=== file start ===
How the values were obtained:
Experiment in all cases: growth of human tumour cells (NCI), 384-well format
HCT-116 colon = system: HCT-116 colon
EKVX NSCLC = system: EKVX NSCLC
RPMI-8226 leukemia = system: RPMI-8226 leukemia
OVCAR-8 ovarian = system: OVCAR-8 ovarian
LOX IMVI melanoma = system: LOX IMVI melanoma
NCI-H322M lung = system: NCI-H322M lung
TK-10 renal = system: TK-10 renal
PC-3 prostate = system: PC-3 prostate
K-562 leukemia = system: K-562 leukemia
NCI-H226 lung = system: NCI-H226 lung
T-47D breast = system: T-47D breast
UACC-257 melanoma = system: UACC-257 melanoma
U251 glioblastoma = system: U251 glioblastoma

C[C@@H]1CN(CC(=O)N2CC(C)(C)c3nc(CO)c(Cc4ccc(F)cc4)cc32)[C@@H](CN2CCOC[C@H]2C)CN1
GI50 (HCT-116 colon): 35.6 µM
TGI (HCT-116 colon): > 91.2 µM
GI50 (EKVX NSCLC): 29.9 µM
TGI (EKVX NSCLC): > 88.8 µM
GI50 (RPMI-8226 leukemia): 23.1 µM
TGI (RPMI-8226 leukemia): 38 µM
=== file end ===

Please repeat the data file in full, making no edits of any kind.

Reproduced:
How the values were obtained:
Experiment in all cases: growth of human tumour cells (NCI), 384-well format
HCT-116 colon = system: HCT-116 colon
EKVX NSCLC = system: EKVX NSCLC
RPMI-8226 leukemia = system: RPMI-8226 leukemia
OVCAR-8 ovarian = system: OVCAR-8 ovarian
LOX IMVI melanoma = system: LOX IMVI melanoma
NCI-H322M lung = system: NCI-H322M lung
TK-10 renal = system: TK-10 renal
PC-3 prostate = system: PC-3 prostate
K-562 leukemia = system: K-562 leukemia
NCI-H226 lung = system: NCI-H226 lung
T-47D breast = system: T-47D breast
UACC-257 melanoma = system: UACC-257 melanoma
U251 glioblastoma = system: U251 glioblastoma

C[C@@H]1CN(CC(=O)N2CC(C)(C)c3nc(CO)c(Cc4ccc(F)cc4)cc32)[C@@H](CN2CCOC[C@H]2C)CN1
GI50 (HCT-116 colon): 35.6 µM
TGI (HCT-116 colon): > 91.2 µM
GI50 (EKVX NSCLC): 29.9 µM
TGI (EKVX NSCLC): > 88.8 µM
GI50 (RPMI-8226 leukemia): 23.1 µM
TGI (RPMI-8226 leukemia): 38 µM